Are you an older adult on the cusp of adopting a companion dog? There are a few factors to consider before you seal the deal. For starters, can your current home comfortably accommodate the pup you have in mind? A large breed and a small apartment aren't exactly a match made in canine heaven. And what about your activity level? If you have mobility issues, an energetic dog that needs multiple daily walks likely isn't the best choice for you and could pose a fall risk. Once you assess your budget and lifestyle, you'll be in a better place to select the right doggy for your senior years. A Goldendoodle for a golden oldie, perhaps?
Frenchies are the second most popular dog breed in the U.S. for many reasons. They're intelligent, amiable, relatively quiet, and super low-maintenance. They have a 10-12 year life expectancy and are small enough to control on short daily walks. As a flat-faced breed, they're more susceptible to heatstroke, so you'll need to be mindful not to leave one alone in a car or a room without adequate temperature control.
These white toy dogs with enviable tresses don't shed as much as you'd think. They're gentle and tiny, weighing five or so pounds, and make the perfect lap dog for snuggles. You can have fun creating buns or plaits or trim your fur baby's hair if you want less of a mane to groom. A professional groomer is your best bet if you don't trust your hands. Maltese live up to 15 years long and are highly trainable.
Poodles come in various sizes and can weigh as little as three pounds or as much as 70 pounds. They have longevity on their side and can live for nearly two decades in some cases. These dogs are sharp as a tack and loyal as can be. If you have allergies, look into getting a poodle because they're considered a hypoallergenic breed. While they don't shed, their curly locks require frequent brushing and monthly professional grooming sessions.
This hypoallergenic breed created for farm life and rat-catching makes a good watchdog and enjoys chilling at home. Mini schnauzers have impressive facial hair and are as inquisitive as Gandalf the Grey, someone with an equally commendable mustache and beard. They love playing games and will put massive grins on your face with their exuberant antics. A schnauzer can live for up to 15 years and shouldn't exceed 20 pounds.
Older adults often downsize from houses to apartments, so small dogs like Shih Tzus work well in these more compact abodes. Shih Tzus are beauties with their long coats. They're blissfully quiet and even-tempered too, which is helpful with neighbors close by. You can expect a Shih Tzu to live anywhere from 10 to 18 years, and the main thing you'll need to watch out for in this flat-faced breed is skin issues and brachycephalic airway syndrome.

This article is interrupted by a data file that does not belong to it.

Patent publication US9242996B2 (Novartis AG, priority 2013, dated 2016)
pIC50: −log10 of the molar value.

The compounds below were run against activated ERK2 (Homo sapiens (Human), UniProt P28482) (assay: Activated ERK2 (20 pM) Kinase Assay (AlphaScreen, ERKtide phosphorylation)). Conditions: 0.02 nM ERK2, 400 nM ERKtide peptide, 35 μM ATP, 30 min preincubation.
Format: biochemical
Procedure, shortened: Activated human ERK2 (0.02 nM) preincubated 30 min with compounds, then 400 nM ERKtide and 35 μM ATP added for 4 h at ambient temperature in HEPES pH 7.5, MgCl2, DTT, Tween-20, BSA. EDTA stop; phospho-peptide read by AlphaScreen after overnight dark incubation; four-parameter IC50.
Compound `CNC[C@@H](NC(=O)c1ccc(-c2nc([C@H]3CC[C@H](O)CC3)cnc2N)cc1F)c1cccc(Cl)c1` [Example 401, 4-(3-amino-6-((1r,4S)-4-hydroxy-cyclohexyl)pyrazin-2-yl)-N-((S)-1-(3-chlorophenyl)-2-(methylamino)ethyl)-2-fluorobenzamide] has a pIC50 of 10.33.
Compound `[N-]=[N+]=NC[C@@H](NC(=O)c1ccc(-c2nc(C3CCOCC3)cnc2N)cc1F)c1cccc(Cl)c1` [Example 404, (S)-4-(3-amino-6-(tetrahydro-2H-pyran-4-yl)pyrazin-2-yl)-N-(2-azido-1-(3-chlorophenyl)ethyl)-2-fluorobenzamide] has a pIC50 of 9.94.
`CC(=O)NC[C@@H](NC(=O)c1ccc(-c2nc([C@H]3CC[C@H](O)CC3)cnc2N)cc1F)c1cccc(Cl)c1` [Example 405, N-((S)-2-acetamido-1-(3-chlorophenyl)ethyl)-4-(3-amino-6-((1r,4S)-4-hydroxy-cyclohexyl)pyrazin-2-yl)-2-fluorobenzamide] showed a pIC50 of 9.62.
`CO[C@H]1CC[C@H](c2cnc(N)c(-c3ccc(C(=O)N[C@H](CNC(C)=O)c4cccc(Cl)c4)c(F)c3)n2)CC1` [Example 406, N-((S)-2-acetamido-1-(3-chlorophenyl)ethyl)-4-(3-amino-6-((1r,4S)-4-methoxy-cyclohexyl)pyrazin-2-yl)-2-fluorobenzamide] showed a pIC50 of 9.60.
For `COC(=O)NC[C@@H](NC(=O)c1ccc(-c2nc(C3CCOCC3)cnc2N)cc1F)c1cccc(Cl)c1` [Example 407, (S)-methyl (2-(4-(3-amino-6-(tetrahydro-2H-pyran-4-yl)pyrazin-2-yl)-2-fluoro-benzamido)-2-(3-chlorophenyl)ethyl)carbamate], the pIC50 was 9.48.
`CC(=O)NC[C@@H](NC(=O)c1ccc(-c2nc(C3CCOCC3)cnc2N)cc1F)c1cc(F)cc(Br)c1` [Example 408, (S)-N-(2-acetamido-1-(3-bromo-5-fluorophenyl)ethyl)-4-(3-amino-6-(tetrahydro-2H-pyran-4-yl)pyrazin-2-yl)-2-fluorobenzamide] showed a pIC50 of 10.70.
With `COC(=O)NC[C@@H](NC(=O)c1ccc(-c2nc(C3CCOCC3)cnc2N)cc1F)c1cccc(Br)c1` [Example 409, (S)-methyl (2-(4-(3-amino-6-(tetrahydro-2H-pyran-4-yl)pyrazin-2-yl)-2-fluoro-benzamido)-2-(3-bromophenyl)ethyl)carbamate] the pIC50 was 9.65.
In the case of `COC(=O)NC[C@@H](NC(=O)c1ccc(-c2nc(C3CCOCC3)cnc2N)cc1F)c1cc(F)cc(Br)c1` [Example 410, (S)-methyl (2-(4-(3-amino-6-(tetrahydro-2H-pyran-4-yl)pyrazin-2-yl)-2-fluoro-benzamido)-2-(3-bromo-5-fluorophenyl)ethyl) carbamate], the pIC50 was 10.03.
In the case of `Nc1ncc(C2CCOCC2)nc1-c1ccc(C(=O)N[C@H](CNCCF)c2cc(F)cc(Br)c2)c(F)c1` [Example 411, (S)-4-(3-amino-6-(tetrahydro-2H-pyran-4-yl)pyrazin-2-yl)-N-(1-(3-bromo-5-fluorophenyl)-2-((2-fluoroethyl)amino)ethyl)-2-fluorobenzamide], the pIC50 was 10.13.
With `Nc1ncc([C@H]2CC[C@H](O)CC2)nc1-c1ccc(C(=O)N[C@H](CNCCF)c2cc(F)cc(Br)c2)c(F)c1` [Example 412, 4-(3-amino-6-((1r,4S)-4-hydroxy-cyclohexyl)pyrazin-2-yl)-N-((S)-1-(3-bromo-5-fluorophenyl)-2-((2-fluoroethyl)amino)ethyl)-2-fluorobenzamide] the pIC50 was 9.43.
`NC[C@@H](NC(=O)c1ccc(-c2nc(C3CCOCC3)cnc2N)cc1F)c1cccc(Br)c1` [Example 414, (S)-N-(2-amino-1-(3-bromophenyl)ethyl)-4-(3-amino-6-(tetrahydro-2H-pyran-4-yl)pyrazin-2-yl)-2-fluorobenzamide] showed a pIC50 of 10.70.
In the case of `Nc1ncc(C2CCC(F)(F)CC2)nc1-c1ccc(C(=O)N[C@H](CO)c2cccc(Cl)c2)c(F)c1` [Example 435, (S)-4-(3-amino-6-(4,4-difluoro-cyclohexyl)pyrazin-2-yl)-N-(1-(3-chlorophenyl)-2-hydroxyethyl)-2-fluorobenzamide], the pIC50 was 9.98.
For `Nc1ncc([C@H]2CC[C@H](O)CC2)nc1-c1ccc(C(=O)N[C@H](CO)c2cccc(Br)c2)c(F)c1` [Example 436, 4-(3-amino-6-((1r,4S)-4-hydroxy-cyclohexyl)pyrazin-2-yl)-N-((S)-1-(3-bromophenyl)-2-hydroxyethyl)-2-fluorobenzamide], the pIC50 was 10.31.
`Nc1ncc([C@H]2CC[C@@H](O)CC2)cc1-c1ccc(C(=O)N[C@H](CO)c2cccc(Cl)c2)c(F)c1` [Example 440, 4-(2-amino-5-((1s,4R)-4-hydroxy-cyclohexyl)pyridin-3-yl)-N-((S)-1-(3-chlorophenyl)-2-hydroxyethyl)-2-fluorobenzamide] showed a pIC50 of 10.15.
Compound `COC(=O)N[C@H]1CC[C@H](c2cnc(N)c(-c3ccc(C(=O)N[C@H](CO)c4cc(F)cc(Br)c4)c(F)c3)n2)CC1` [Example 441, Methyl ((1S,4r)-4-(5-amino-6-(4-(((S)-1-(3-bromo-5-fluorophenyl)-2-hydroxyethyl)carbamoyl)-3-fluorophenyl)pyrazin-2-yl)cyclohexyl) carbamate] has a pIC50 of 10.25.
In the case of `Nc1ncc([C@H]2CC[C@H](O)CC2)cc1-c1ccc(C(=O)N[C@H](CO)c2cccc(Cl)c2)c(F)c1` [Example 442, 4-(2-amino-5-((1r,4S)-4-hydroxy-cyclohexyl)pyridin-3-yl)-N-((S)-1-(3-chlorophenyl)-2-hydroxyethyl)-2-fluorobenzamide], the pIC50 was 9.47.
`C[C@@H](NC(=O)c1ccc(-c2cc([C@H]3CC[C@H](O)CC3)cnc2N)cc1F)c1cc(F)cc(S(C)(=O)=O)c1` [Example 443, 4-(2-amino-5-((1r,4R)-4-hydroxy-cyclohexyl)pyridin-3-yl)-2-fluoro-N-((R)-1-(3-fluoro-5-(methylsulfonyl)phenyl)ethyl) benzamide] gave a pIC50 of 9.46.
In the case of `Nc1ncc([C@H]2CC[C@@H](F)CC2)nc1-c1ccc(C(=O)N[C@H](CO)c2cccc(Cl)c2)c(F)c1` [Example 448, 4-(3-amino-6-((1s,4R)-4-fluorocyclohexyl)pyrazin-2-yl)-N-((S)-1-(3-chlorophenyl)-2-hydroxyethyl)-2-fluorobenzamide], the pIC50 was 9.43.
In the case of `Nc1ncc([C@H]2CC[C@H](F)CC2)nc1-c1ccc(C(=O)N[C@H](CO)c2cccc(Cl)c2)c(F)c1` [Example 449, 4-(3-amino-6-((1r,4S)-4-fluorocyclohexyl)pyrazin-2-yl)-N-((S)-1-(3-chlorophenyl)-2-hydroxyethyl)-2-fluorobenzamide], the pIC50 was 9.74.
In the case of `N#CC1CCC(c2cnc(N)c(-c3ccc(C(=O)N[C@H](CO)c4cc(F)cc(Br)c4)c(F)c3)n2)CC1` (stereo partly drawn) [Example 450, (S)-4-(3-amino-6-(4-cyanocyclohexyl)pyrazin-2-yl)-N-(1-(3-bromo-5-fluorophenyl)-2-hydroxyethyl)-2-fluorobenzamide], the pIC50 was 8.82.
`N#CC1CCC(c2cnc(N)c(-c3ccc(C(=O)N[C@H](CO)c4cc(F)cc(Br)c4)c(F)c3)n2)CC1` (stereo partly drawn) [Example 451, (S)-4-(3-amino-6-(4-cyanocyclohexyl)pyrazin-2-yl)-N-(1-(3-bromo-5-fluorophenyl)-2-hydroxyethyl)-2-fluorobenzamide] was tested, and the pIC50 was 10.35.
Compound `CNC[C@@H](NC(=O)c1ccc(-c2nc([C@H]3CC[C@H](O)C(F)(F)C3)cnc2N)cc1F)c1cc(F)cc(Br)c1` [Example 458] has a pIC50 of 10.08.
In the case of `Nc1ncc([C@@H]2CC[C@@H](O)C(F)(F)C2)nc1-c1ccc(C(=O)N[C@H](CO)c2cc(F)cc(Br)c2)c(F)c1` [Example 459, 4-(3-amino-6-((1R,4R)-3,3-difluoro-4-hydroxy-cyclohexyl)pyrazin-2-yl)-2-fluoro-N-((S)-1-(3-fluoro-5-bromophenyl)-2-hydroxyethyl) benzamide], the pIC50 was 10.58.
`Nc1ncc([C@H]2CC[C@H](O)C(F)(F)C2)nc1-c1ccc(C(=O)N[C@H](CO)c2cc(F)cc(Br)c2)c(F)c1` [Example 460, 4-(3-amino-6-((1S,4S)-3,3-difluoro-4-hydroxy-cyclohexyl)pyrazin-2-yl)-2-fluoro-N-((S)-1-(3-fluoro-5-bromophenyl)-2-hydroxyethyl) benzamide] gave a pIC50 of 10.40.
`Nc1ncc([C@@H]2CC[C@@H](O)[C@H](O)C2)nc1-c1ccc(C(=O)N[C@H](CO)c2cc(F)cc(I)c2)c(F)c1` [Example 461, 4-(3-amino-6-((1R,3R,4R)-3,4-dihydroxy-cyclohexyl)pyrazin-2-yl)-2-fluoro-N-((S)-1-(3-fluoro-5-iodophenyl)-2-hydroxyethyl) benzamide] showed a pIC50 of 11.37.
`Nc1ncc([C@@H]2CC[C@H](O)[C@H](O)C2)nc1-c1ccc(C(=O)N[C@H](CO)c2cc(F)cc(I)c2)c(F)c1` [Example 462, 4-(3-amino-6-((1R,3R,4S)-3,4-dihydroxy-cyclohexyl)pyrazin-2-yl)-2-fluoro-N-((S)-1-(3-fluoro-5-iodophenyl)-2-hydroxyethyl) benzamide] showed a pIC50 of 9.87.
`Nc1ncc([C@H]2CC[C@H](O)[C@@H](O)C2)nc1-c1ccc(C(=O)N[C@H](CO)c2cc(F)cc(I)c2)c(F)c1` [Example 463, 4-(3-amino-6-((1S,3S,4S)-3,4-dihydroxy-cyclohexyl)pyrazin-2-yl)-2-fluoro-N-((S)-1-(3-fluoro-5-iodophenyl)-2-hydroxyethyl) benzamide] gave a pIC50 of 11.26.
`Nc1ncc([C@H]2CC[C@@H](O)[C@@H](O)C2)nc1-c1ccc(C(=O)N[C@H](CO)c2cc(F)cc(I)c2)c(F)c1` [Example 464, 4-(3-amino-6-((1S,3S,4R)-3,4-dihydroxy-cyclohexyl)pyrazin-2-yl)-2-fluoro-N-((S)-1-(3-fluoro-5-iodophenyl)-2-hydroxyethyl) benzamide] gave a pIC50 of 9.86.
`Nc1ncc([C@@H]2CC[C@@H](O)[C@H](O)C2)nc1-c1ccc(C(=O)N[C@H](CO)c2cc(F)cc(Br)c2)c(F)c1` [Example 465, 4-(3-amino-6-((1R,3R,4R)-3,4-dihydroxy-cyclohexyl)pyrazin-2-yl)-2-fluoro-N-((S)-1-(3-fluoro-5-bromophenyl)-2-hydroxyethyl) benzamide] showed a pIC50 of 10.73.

Pugs are adorable mascots and will follow you around like a tail. They're okay with a mostly sedentary lifestyle, but if you're outdoorsy, they're happy to come along for a bit. Pugs are prone to becoming overweight—you'll need to be careful not to over-indulge them. This affectionate breed has facial expressions to rival Jim Carrey's, so prepare to crack up on the daily.
Few people can resist this breed's long ears and perpetual puppy dog eyes. Cavalier King Charles Spaniels are active dogs, but they'll reward you with plenty of cuddles when you both return from walks or playtime in your yard. You'll need to stay on top of ear cleanings and daily hair brushing.
Pomeranians are high up on the list of cutest dogs ever. They can fit just about anywhere at a mere three to seven pounds, and their excellent guard dog abilities prove that dynamite comes in small packages. Poms aren't as clingy as other lap dogs but offer emotional support like pros. These walking balls of fluff will need regular grooming.
A bichon is a fabulous option for someone who's never owned a dog before and wants one that's easily trained to go potty and generally complies with house rules. This toy breed's diminutive stature, compared to, say, a Saint Bernard, is a definite plus for seniors, and its friendliness means that whoever stops by for a visit will have a pleasant time of it. If you want a smart and hypoallergenic pooch that's cute as a button, this could be the one.
If corgis are good enough for the Queen of England, who's almost a centenarian, then they should be a-okay for you. Originally a herding breed, corgis are clever and nimble medium-sized dogs that weigh up to 30 pounds. They're easy to care for, have minimal grooming needs, and don't get too annoyed if you constantly plant them with smooches.
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